(Host) Incoming State Treasurer Jeb Spaulding says he’ll ask the Legislature to consider several proposals that are designed to make higher education more affordable for low- and middle-income Vermont families.
Spaulding wants to dedicate revenue from the multi-state lottery game known as Powerball to the state’s Higher Education Trust Fund. The fund, which has an endowment of $7 million, makes grants available to students who attend public or independent colleges in Vermont. Some backers of Act 60 reform also have their eye on new revenue from Powerball.
Spaulding argues that the estimated $3 million in new money would have a much bigger impact if lawmakers allocate it to the Higher Education Fund:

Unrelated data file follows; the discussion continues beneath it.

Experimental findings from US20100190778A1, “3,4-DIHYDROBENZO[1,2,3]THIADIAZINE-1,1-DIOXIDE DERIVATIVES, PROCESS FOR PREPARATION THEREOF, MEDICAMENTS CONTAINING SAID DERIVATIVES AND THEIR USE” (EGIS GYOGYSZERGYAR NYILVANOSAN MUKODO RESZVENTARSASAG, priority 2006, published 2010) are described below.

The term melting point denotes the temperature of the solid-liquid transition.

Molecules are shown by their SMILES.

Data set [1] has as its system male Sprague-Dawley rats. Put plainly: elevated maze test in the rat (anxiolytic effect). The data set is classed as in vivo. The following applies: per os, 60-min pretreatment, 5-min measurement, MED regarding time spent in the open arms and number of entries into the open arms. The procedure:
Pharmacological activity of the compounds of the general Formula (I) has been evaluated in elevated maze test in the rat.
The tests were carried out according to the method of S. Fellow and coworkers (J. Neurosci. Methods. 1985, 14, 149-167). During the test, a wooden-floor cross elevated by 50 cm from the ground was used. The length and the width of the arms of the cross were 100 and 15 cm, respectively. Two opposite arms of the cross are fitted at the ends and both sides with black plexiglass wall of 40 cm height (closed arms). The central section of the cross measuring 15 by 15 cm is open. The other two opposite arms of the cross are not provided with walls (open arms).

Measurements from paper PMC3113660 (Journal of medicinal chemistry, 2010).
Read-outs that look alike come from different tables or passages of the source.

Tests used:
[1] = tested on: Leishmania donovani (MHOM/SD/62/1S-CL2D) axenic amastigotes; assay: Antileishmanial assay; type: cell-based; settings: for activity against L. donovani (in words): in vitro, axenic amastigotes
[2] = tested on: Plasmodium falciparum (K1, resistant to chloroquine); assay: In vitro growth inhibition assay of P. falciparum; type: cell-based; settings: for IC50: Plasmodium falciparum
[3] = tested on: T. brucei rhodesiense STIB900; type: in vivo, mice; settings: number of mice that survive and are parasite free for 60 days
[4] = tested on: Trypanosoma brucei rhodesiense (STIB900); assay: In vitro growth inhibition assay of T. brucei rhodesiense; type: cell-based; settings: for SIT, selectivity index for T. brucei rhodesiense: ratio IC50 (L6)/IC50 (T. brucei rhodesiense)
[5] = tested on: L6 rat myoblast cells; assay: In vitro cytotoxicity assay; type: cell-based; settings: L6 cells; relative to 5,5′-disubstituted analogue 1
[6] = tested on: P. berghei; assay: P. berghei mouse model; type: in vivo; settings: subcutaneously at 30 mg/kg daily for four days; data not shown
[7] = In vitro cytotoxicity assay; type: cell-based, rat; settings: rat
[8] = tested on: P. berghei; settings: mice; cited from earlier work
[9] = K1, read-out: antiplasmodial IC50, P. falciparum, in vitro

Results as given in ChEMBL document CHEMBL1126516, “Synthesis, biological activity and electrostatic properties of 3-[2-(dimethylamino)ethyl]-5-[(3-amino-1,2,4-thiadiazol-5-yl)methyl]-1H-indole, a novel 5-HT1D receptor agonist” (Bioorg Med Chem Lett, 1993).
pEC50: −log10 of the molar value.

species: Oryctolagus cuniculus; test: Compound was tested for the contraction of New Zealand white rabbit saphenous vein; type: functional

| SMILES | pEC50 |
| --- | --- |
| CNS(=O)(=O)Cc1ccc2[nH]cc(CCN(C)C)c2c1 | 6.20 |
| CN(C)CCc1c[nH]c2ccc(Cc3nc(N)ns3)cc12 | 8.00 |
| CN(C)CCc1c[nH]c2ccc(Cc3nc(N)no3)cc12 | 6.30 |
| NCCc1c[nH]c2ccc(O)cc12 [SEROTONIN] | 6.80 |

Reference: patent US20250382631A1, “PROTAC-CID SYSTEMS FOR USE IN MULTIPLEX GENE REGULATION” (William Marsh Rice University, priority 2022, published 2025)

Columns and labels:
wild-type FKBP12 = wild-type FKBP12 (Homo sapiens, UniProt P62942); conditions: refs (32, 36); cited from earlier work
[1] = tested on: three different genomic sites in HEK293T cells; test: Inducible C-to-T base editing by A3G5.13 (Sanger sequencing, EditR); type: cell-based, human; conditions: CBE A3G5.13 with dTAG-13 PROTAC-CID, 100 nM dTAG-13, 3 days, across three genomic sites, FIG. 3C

(Spaulding) “It would be so small on a relative basis it wouldn’t even make a dent. It wouldn’t lower property taxes. It would just be swallowed up in the K-12 education fund. Whereas if you put this money to building for the future, building the Higher Education Trust Fund that gives Vermonters on an individual basis grants to go to college in Vermont, it would make a big difference that people would notice.”
(Host) Spaulding says he’ll also ask lawmakers to support a proposal to create limited income tax credits for individuals who make contributions to Higher Education Investment Plans. Those plans are managed by the Vermont Student Assistance Corporation.